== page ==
movement

10 Movement Activities for Children's Choir

10 Movement Activities for Children's Choir

When was the last time you saw a child really excited about something? They jump up and down and wave their arms and run around. Movement is a natural response for children (source). After all, we learn by doing, acting, observing, experimenting, and feeling. This is especially important to remember when teaching children to sing. Singing is a full-body activity (source) and movement invites children to connect and engage with music in a whole new way.

Use movement activities in your choir rehearsal to help develop critical listening skills, that all-important sense of steady beat, responsiveness, discernment, sensitivity to phrase-shaping and other elements of music expression, inner hearing, understanding of harmony and tension-release, and musicality. Movement also helps children develop coordination skills and connects eye and ear and body and mind.

Using American Sign Language in Children's Choir

Using American Sign Language in Children's Choir

Singing is a full-body activity (source). And movement (especially for younger singers) is a valuable tool to helping children understand and engage with music. American Sign Language (ASL) is a visual form of communication among Deaf communities. ASL signs may use one or both hands/arms. Signs are comprised of certain hand shapes, orientations, and positions on the body, and many involve movement (source). This is unique because it brings the word to life in a way, pairing language with visual art. It's almost like a form of dance.

ASL works well with music, bringing new meaning to the text and giving children a tangible, physical way to interact with the music. Having motions to do while they sing also helps children stay focused in rehearsal and memorize the music more quickly.

Looking to include ASL in your children's choir? Here are a few helpful resources for getting started:

The Ultimate Guide to Children's Choir Warm-Ups

The Ultimate Guide to Children's Choir Warm-Ups

Warm-ups are an important part of the choral-singing experience. Just like in sports, the voice is a muscle that must be stretched and "warmed-up" before active use, but warm-ups also provide an opportunity to focus at the beginning of rehearsal and concentrate on breath support, tone production, and resonance. Choral warm-ups are a great way to prepare new musical concepts (intervals, phrasing, melodic patterns, etc.), support vocal development, and foster the development of individual and collective musicianship.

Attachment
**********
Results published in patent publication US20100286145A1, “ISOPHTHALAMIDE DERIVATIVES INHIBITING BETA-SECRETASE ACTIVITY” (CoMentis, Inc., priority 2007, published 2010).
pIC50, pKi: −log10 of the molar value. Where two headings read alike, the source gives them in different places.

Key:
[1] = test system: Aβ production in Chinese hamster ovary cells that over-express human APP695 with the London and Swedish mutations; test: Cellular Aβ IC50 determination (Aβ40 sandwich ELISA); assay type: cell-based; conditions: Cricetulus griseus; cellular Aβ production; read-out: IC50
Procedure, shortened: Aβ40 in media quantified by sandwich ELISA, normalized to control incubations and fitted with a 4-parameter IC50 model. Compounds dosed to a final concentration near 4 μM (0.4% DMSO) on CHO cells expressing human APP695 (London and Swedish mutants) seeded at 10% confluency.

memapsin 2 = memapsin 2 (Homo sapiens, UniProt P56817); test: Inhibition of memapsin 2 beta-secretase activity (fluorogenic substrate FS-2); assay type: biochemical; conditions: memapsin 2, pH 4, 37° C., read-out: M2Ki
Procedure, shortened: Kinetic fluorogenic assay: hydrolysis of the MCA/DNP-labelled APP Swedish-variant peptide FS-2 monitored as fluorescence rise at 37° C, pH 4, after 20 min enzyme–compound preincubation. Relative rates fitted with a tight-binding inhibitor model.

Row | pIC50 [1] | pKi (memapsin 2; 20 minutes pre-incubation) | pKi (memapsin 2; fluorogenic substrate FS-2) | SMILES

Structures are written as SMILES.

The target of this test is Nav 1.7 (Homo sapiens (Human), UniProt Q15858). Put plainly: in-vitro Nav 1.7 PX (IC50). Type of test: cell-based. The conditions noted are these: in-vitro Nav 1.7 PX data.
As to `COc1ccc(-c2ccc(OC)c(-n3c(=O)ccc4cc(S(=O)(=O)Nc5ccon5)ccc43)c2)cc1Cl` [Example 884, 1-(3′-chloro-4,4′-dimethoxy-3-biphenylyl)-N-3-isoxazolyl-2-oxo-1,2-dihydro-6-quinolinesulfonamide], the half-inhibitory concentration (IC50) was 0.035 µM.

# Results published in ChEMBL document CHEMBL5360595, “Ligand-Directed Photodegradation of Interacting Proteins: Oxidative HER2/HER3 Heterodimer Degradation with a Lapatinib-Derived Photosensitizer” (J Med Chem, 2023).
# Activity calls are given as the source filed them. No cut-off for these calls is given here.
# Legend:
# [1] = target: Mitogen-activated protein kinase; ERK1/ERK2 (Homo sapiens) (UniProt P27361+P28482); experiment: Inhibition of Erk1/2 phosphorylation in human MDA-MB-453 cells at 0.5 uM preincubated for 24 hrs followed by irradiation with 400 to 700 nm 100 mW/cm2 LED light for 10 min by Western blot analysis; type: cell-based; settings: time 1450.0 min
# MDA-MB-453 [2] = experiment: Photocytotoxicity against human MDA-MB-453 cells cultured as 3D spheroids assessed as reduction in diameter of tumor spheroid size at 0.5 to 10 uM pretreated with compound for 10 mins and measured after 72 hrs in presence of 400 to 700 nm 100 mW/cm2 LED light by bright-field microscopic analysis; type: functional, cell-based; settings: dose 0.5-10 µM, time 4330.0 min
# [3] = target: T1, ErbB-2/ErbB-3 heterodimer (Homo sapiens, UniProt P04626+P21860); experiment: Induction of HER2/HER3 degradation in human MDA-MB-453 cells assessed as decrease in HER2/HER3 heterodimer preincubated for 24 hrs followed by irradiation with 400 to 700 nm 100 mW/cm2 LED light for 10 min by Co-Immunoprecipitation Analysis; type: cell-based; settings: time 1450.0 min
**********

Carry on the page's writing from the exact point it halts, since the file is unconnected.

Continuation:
"Warm-ups are where you teach your choir how to sing." Josh Pedde, Indianapolis Children's Choir

Today, I'm sharing a comprehensive warm-up sequence geared toward young singers with tons of exercises and ideas for movement, breath, vocal exploration, tone production, vowels, energy and breath support, and diction. Happy singing!

Clap Your Hands: 16 Clapping Games for Children's Choir

Clap Your Hands: 16 Clapping Games for Children's Choir

Remember those clapping games we used to play as kids? Between the silly (or nonsense) lyrics and the fast-paced sequence of claps, taps, snaps, and crosses, clapping games provided hours of entertainment. It might seem like just fun and games, but there's actually more to it than that. Clapping games can be beneficial to children's development.

Dr. Idit Sulkin has conducted research on the topic of children's hand-clapping games, noting:

"These activities serve as a developmental platform to enhance children’s needs — emotional, sociological, physiological, and cognitive. It’s a transition stage that leads them to the next phases of growing up.” (source

Clapping games are a great way to incorporate rhythm and movement into your choir rehearsals while reinforcing gross motor skills, rhythmic concepts (such as steady beat and subdivision), coordination skills, and the concept of sequencing (source). If you're working with a younger group, try modifying the clapping sequence to fit their ability level (scroll down to the bottom of this article for a few helpful tips).

15 Singing Games for Children's Choir

15 Singing Games for Children's Choir

Singing games are a great way to teach musical concepts, incorporate movement, and give children an opportunity to sing alone and with others. They're perfect as gathering activities, ice-breakers, or a quick change-of-pace in the middle of rehearsal. 

A few months ago, I shared seven fun musical games for children's choir. As a follow-up to that post, I'm rounding up fifteen singing games - some, more suitable for younger singers; others for older elementary; and even a few that your youth choir would love. Most of these are sung in unison, without accompaniment. Also, since movement activities are difficult to describe in writing, I've included video demonstrations for most of these. 

Enjoy!